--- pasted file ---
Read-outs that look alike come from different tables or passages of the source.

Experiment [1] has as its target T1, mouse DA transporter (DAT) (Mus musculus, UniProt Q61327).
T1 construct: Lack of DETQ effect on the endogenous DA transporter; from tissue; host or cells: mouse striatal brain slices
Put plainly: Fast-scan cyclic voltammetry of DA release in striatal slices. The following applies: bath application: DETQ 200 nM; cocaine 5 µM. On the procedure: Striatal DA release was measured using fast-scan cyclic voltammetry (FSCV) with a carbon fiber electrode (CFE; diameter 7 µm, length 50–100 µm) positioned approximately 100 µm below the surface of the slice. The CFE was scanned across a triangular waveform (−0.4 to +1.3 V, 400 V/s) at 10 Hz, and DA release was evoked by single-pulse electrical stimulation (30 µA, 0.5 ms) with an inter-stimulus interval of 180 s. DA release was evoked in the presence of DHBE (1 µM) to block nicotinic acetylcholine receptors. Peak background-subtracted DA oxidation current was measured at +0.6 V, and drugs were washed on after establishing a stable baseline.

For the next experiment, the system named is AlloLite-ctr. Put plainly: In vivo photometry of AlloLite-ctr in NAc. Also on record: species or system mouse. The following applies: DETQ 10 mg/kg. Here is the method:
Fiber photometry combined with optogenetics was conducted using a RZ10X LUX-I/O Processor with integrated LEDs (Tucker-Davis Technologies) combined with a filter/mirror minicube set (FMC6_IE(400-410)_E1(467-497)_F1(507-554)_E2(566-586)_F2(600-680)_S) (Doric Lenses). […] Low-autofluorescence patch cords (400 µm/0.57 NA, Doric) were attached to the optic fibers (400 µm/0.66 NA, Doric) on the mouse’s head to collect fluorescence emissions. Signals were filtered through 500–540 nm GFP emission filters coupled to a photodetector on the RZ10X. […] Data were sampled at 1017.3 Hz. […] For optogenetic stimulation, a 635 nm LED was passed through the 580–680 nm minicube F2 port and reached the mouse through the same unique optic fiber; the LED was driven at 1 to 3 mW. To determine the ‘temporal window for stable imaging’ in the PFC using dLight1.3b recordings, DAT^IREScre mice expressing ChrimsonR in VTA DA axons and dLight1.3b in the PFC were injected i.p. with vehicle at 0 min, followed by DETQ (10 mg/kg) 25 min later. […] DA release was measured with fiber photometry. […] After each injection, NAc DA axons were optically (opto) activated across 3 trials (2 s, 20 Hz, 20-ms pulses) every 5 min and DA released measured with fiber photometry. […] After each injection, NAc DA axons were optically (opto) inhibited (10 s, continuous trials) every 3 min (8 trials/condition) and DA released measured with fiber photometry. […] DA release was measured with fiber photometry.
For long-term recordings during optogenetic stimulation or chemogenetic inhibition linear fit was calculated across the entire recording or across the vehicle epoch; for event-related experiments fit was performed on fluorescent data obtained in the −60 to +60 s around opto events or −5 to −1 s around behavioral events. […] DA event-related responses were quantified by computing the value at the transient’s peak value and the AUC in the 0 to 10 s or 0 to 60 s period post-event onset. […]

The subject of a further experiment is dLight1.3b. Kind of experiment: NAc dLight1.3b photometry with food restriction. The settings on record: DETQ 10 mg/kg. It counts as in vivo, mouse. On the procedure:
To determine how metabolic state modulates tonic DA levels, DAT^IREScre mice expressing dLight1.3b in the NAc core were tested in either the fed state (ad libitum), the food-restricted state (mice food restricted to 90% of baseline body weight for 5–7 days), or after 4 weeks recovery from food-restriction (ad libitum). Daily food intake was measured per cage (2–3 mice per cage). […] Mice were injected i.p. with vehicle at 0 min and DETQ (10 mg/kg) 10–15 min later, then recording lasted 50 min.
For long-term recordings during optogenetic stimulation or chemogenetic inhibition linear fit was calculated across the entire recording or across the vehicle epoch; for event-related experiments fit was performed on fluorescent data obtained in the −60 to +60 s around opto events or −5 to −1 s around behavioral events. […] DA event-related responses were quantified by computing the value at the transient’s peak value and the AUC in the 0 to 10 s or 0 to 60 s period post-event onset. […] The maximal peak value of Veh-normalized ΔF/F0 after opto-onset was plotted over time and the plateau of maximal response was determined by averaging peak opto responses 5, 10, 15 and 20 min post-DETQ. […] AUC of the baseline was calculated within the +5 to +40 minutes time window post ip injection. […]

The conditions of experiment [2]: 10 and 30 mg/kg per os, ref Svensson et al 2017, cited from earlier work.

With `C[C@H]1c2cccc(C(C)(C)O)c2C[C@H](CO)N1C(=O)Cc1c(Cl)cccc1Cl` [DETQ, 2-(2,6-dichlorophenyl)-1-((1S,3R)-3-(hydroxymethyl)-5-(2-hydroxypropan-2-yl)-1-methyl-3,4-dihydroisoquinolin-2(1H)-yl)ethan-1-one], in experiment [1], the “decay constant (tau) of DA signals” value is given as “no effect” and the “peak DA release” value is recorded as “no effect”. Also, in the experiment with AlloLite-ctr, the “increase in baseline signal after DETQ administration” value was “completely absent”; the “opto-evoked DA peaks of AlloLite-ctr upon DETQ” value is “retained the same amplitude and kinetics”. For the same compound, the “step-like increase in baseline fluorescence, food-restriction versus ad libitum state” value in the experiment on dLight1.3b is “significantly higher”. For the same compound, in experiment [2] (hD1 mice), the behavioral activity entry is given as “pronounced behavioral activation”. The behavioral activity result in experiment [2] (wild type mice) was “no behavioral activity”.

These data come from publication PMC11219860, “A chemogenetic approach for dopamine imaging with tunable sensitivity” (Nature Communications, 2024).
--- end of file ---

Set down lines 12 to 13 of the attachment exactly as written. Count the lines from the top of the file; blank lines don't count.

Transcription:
With `C[C@H]1c2cccc(C(C)(C)O)c2C[C@H](CO)N1C(=O)Cc1c(Cl)cccc1Cl` [DETQ, 2-(2,6-dichlorophenyl)-1-((1S,3R)-3-(hydroxymethyl)-5-(2-hydroxypropan-2-yl)-1-methyl-3,4-dihydroisoquinolin-2(1H)-yl)ethan-1-one], in experiment [1], the “decay constant (tau) of DA signals” value is given as “no effect” and the “peak DA release” value is recorded as “no effect”. Also, in the experiment with AlloLite-ctr, the “increase in baseline signal after DETQ administration” value was “completely absent”; the “opto-evoked DA peaks of AlloLite-ctr upon DETQ” value is “retained the same amplitude and kinetics”. For the same compound, the “step-like increase in baseline fluorescence, food-restriction versus ad libitum state” value in the experiment on dLight1.3b is “significantly higher”. For the same compound, in experiment [2] (hD1 mice), the behavioral activity entry is given as “pronounced behavioral activation”. The behavioral activity result in experiment [2] (wild type mice) was “no behavioral activity”.

These data come from publication PMC11219860, “A chemogenetic approach for dopamine imaging with tunable sensitivity” (Nature Communications, 2024).